At this time of year, there’s a “false dusk” visible after sunset. From a dark location, you can see the cone-shaped glow reaching upward from the western horizon, rising through the constellations Aries and Taurus. In the fall, that same glow is known as a “false dawn,” giving the eastern horizon a similar shimmer just before sunrise.
This phenomenon is known as zodiacal light, and it’s produced by sunlight reflecting off tiny dust grains in the inner solar system. Astronomers have long thought this interplanetary dust is simply debris shed by asteroids and comets over the eons. But a chance find by the Juno spacecraft during its journey from Earth to Jupiter has revealed a new possible source for the dust that causes zodiacal light: Mars.
The find was published March 9 in JGR Planets.
Juno gets dusty
After launching in 2011, Juno took a somewhat circuitous route to Jupiter. It first ventured to the asteroid belt between Mars and Jupiter, then back toward Earth, ultimately using our planet’s gravity to help slingshot itself to its final destination, where it’s been working since 2016.
Along the way, one of Juno’s four star-tracking cameras — which snap photos four times a second — searched for undiscovered asteroids by sending back images whenever unknown objects appeared in successive shots. Few candidates were expected, but thousands of photos poured in.
“The images looked like someone was shaking a dusty tablecloth out their window,” said John Leif Jørgensen of the Technical University of Denmark, who led the Juno’s star-tracking project, in a press release. The camera was seeing tiny pieces of debris — just 0.04 inch (1 millimeter) across or smaller — from Juno’s expansive solar panels, blasted away by interplanetary dust slamming into the array at some 10,000 mph (16,000 km/h).
The hardy panels were strong enough to withstand the bombardment, but it essentially turned Juno’s solar arrays into giant dust detectors, allowing researchers to map how zodiacal dust is scattered throughout the inner solar system.
Although the distribution of this dust has long been inferred by the sunlight we see reflecting off it, precise measurements remain scarce. And those measurements that do exist come from detectors a thousand times smaller than Juno’s three 30-foot-long (9 m) solar panels, offering limited insight.
Mapping interplanetary dust
Juno showed that the zodiacal dust cloud spans from roughly Earth’s orbit to about twice the Earth-Sun distance, reaching just beyond the orbit of Mars. At the cloud’s inner boundary, Earth’s gravity keeps it at bay, while Jupiter’s gravity keeps the dust in check at the cloud’s outer edge. Within those bounds, the majority of the dust has orbital properties that closely resemble those of Mars. And that’s why researchers think the Red Planet itself is the origin of much of the dust.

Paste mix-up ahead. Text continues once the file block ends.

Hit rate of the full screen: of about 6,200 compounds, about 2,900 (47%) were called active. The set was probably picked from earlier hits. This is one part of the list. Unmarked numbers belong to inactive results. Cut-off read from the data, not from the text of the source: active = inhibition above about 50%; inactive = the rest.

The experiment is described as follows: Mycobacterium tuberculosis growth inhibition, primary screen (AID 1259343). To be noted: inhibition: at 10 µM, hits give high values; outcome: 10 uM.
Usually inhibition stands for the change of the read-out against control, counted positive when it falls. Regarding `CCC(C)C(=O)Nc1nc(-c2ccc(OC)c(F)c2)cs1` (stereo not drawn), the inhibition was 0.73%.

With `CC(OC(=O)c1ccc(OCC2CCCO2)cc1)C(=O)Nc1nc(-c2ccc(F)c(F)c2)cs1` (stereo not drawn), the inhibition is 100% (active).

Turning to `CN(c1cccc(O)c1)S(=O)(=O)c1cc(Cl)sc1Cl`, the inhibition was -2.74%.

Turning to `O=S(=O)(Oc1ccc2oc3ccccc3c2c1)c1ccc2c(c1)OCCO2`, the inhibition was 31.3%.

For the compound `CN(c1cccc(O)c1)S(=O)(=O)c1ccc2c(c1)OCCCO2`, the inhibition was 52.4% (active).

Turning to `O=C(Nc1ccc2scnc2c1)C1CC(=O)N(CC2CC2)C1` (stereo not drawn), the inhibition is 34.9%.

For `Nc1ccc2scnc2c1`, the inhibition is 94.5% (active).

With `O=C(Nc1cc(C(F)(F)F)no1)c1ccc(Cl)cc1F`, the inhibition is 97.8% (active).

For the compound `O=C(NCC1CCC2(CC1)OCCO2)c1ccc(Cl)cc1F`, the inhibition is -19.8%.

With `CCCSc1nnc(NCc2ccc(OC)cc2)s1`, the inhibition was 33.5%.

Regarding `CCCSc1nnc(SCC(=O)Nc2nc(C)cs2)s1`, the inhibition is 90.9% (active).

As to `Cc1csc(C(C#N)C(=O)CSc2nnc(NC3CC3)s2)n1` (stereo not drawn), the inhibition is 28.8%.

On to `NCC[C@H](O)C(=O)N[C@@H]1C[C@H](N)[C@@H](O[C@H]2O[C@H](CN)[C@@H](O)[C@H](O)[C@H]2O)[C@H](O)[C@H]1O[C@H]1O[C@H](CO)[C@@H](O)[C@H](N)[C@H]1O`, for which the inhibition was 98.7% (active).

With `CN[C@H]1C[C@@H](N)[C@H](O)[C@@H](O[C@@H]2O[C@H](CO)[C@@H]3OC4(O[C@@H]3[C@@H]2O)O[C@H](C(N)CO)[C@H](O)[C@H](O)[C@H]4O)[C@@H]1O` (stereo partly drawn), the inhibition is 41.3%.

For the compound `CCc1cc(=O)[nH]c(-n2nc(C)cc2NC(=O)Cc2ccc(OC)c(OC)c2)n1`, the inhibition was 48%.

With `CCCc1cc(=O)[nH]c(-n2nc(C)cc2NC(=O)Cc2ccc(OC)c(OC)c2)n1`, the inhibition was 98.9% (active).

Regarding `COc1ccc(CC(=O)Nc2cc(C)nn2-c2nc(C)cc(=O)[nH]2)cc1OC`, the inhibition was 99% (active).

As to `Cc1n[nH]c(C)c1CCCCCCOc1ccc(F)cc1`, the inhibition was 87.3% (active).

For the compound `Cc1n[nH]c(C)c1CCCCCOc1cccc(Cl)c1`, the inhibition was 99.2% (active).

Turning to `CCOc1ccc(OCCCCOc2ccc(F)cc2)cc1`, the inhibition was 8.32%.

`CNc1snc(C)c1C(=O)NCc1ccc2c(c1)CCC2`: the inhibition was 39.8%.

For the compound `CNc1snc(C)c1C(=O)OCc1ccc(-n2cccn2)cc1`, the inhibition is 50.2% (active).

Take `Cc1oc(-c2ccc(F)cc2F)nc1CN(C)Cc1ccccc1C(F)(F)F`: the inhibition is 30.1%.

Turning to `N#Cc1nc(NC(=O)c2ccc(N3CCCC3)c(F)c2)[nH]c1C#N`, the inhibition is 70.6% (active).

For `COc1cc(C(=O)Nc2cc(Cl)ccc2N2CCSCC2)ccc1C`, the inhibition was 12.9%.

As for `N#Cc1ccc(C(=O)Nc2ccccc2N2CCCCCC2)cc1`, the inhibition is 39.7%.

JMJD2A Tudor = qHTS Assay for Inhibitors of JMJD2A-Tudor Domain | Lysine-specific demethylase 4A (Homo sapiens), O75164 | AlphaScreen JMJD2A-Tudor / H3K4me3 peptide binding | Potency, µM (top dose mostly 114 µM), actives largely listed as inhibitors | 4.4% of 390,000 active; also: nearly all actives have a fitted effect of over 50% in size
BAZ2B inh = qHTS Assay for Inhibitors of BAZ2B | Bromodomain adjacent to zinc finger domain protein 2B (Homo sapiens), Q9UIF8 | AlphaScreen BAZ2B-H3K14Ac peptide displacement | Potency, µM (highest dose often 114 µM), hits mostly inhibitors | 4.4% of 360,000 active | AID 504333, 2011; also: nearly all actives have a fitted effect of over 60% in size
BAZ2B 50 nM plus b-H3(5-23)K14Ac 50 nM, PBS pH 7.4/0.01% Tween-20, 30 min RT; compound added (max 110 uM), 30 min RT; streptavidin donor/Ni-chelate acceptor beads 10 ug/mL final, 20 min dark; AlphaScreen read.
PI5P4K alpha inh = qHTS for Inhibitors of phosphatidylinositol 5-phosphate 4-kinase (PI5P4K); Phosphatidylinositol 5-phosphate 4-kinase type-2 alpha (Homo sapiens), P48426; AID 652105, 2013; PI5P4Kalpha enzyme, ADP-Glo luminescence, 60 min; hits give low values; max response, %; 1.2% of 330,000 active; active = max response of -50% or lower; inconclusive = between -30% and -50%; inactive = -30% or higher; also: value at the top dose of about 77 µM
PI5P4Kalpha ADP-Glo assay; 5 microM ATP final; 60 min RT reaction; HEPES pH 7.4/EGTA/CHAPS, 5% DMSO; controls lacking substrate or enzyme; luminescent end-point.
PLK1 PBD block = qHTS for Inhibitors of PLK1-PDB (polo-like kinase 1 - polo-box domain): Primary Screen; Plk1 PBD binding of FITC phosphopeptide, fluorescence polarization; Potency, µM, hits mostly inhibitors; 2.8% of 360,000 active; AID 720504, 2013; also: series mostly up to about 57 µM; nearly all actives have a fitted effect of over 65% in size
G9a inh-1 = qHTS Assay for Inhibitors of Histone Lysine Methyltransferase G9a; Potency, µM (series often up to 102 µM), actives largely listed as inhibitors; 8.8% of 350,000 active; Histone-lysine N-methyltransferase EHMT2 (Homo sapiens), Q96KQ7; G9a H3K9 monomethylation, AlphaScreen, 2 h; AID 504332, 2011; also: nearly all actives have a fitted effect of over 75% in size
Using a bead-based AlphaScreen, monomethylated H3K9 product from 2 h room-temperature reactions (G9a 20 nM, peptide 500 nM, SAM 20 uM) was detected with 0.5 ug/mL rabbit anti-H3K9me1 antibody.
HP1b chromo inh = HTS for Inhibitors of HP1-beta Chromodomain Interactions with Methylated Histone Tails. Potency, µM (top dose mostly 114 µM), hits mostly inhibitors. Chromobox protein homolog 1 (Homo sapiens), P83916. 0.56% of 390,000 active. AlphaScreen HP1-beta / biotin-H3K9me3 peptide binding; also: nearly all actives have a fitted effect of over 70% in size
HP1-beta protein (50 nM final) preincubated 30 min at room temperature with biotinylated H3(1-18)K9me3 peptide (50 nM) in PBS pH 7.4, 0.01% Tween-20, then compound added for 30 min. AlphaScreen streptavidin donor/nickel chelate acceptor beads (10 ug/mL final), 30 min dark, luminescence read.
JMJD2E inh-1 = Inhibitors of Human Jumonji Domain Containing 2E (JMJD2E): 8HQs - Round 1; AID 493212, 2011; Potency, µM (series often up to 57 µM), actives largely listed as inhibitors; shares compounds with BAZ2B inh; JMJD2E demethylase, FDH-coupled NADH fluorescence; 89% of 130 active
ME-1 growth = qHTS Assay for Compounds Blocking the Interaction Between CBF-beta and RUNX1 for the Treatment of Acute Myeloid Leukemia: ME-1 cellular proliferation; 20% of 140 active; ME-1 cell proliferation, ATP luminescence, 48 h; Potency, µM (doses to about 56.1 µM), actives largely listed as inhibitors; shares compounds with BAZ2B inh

To explore this strange idea, the team modeled how dust with Mars’ orbital properties would interact with Jupiter’s gravity over time, as well as what sunlight reflecting off this dust would look like. And sure enough, their results closely match the actual appearance of zodiacal light seen from Earth.
“That is, in my view, a confirmation that we know exactly how these particles are orbiting in our solar system and where they originate,” said Jack Connerney, Juno’s deputy principal investigator and lead investigator on the spacecraft’s magnetometer instrument, which relies on the four star-tracking cameras to function.
Zodiacal origin: unknown
Despite Juno’s new find, there’s one lingering yet vital question that remains: How does dust from Mars escape the Red Planet’s gravity and spread out between the planets?
The team notes that the Mars Atmosphere and Volatile EvolutioN (MAVEN) spacecraft orbiting the Red Planet has seen significant amounts of dust around the world. But they can’t know for sure where it came from. Although Mars is famous for its planetwide dust storms, the team says there’s no known physical mechanism for boosting dust from these storms into space.
Alternatively, they suggest, dust generated by micrometeoroid impacts on Mars’ moons Phobos and Deimos could be the source. However, once again, they aren’t sure how this dust would escape the gravity of the Mars system and become interplanetary dust.
Regardless of the origin of zodiacal dust, this new understanding of the cloud’s distribution will help mission planners better safeguard future spacecraft against interplanetary dust collisions, which could severely damage delicate instruments.
And remember, the next time you’re lucky enough to spot the zodiacal light in the sky, you might just be looking at tiny pieces of Mars glimmering in sunlight between the planets.